Last Thursday the United States and Poland signed a formal agreement on the deployment of 10 interceptor missiles on Polish soil, which followed the signing on July 8 by the U.S. and Czech foreign ministries to station a U.S. radar in the Czech Republic as part of a planned missile defense shield in Central Europe.
As part of the deal, last Wednesday, the U.S. agreed to deploy a U.S.-manned Patriot battery in Poland, which the U.S. said would begin in 2009.
"Specific number hasn't been set yet. But a battery of this size should be a little over a hundred people..., adding in the rest of the complement responsible for security and maintenance and things of that nature would add people. I don't have a specific number for you on that," said John Rood, acting under secretary of state for arms control and international security.
"The United States is prepared, and we commit in this document to deployment of a U.S. Army Patriot battery in Poland. We'll begin those deployments once, of course, we reach the necessary agreements with the Poles, and that could begin next year. And then we set the goal of establishing a garrison for the U.S. Army Patriot battery in Poland by the year of 2012," he said.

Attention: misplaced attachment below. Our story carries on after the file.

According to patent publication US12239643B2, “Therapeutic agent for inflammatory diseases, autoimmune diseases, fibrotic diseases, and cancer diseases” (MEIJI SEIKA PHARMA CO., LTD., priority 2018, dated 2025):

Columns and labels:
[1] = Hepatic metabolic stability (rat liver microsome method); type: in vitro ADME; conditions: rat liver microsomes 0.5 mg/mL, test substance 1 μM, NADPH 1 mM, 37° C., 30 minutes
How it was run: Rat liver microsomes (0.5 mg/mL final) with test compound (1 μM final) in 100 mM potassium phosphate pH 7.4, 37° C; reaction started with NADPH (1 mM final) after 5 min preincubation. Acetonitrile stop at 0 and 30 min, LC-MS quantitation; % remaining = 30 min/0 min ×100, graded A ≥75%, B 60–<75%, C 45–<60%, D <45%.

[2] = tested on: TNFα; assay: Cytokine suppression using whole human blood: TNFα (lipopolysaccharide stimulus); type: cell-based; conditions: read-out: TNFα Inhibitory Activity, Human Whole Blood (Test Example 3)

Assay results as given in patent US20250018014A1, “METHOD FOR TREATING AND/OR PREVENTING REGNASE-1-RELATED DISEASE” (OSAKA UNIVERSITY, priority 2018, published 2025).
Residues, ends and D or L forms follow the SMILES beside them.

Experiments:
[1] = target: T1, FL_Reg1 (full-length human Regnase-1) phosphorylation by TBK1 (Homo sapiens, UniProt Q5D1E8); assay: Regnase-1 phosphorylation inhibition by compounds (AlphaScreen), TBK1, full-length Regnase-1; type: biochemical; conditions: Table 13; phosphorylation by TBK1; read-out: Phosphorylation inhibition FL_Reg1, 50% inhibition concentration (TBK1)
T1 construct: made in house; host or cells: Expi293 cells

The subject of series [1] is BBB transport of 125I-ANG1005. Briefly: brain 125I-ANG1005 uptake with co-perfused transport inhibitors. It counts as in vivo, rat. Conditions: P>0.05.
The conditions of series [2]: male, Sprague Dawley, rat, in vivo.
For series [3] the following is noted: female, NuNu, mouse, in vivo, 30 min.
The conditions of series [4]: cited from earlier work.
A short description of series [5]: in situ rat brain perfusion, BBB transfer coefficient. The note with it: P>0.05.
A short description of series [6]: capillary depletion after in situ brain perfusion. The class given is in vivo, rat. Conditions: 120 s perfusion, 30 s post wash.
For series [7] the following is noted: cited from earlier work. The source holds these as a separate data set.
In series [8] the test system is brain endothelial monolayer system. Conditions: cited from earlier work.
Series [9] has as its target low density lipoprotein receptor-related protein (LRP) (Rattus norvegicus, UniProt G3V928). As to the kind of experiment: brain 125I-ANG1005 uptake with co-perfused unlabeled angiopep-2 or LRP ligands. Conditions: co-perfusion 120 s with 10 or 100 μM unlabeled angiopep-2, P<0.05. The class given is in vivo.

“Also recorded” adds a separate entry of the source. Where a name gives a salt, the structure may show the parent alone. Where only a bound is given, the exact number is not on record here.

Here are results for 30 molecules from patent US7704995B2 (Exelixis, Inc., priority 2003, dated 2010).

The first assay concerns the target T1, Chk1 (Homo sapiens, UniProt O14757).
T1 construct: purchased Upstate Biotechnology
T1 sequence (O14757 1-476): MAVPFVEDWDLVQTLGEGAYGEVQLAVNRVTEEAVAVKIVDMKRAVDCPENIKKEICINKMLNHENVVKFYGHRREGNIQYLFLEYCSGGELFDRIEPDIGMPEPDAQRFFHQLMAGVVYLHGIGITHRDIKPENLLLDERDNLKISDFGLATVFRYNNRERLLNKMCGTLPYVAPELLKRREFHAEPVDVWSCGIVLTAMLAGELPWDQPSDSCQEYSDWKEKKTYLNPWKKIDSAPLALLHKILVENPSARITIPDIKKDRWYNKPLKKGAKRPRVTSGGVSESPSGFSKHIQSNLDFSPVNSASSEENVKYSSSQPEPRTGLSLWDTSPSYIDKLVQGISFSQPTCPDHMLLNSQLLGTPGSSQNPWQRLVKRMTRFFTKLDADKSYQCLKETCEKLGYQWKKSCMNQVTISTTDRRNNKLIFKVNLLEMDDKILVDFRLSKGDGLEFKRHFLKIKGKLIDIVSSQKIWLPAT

The official said the missile battery would be a U.S. Army Patriot battery, so that it will be owned and operated by the United States Army and "it will come from one of the existing ones."
"It's still a matter for the Secretary of Defense to determine exactly how he'd like to do that. But for example, the United States maintains a battery in Germany, we have some in other parts of the world," he said.
Moscow has consistently expressed its opposition to the U.S. missile shield, saying it threatens its national security. The United States says the shield is designed to thwart missile attacks by what it calls "rogue states," including Iran.
Add to blog
You may place this material on your blog by copying the link.
Image Galleries: Yury Gagarin: A down-to-earth person
Infographics: The Linguistic Diversity of the Planet
Ukraine has not preserved its 1991 borders. The signing of the Geneva memorandum on April 17 reaffirmed the willingness of Russia, the United States and EU countries to reach a compromise. While the sides continue to trade tough talk and symbolic sanctions, the Kremlin and the White House are also holding a parallel dialogue on the coordinated geopolitical revision of Eastern Europe.